Pacific Partnership boosts disaster preparedness

The Pacific Partnership has commenced its annual multinational humanitarian assistance and disaster relief mission in Papua New Guinea, marking the largest undertaking in the Indo-Pacific region.

Participating nations, including Australia, Canada, Chile, Japan, Republic of Korea, New Zealand, the United Kingdom, and the United States, are converging in Port Moresby and Wewak for a series of engagements focused on enhancing disaster response capabilities and building enduring partnerships.

At the invitation of Papua New Guinea, the Pacific Partnership's mission encompasses tailored activities in engineering, disaster response, public health, and outreach events.

U.S. Navy Capt. Claudine Caluori, the mission commander, emphasized the mission's goal to empower nations to fortify their infrastructure and response mechanisms for disaster emergencies.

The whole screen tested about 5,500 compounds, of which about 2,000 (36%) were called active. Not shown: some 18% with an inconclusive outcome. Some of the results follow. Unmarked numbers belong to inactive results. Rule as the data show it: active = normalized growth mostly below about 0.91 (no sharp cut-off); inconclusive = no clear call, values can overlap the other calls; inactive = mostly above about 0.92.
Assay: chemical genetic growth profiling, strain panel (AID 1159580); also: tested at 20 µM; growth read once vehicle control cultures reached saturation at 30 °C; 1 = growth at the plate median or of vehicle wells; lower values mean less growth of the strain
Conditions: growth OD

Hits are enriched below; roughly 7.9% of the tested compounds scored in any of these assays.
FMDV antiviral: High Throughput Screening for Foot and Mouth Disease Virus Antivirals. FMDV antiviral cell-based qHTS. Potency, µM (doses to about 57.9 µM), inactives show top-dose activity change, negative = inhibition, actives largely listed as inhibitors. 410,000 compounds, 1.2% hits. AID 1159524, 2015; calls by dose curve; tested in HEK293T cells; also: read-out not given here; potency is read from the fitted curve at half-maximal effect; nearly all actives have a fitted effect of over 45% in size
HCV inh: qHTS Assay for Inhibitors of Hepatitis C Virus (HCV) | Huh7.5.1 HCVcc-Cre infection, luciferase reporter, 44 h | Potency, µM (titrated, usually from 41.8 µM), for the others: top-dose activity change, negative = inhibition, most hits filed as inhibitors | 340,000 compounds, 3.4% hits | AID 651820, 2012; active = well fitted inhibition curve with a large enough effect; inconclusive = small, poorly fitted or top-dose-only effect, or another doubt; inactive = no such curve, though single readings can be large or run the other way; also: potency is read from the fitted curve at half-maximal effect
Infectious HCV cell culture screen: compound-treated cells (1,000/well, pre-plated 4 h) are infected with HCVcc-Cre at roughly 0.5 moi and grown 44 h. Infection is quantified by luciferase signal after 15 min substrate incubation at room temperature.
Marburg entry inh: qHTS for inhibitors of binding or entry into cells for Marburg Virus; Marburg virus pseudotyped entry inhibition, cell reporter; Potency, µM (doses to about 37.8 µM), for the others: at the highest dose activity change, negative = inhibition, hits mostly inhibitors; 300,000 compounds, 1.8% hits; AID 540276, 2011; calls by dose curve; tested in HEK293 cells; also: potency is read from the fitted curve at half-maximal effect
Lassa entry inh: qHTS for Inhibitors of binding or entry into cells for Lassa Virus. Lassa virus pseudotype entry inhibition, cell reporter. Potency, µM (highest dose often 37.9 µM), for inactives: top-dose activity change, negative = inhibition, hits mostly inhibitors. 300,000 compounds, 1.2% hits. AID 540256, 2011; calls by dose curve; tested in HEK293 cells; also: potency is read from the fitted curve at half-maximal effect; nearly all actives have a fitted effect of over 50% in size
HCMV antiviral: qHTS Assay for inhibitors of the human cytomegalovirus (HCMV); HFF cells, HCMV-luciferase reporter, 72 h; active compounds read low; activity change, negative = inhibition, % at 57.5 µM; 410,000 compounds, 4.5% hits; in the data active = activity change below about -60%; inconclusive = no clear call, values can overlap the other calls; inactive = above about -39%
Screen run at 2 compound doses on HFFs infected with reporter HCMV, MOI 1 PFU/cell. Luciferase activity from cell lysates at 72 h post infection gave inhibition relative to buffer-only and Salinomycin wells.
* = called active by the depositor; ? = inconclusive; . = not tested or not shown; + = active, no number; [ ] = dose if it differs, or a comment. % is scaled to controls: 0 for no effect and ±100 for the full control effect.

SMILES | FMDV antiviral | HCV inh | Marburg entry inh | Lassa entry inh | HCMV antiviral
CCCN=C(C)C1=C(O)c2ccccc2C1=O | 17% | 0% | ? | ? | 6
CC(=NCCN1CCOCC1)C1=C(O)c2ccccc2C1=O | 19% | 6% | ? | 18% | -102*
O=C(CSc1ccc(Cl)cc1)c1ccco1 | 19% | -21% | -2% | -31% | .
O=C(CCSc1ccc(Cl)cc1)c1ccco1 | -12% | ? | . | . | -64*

"This year's mission builds upon the success of our previous visit to Kimbe, reinforcing the exchange of valuable knowledge, skills, and relationships," said Capt. Caluori.

The joint effort involves not only military collaboration but also community-focused initiatives, including medical care, repairs at a local schoolhouse, and cultural performances by the U.S. Pacific Fleet Band and a Japan Maritime Self Defense Force singer.

Col. Craig Solomon, Papua New Guinea Defense Force Chief of Force Preparation, expressed enthusiasm for the collaboration.

“Our countries are bonded by a common interest in promoting a stable and secure Indo-Pacific by working to enhance readiness for potential hazards and responses."

As part of Pacific Partnership 2023, the mission team will extend its activities throughout Southeast Asia and the South Pacific Islands, emphasizing a collective commitment to fostering regional stability and preparedness.

Loop author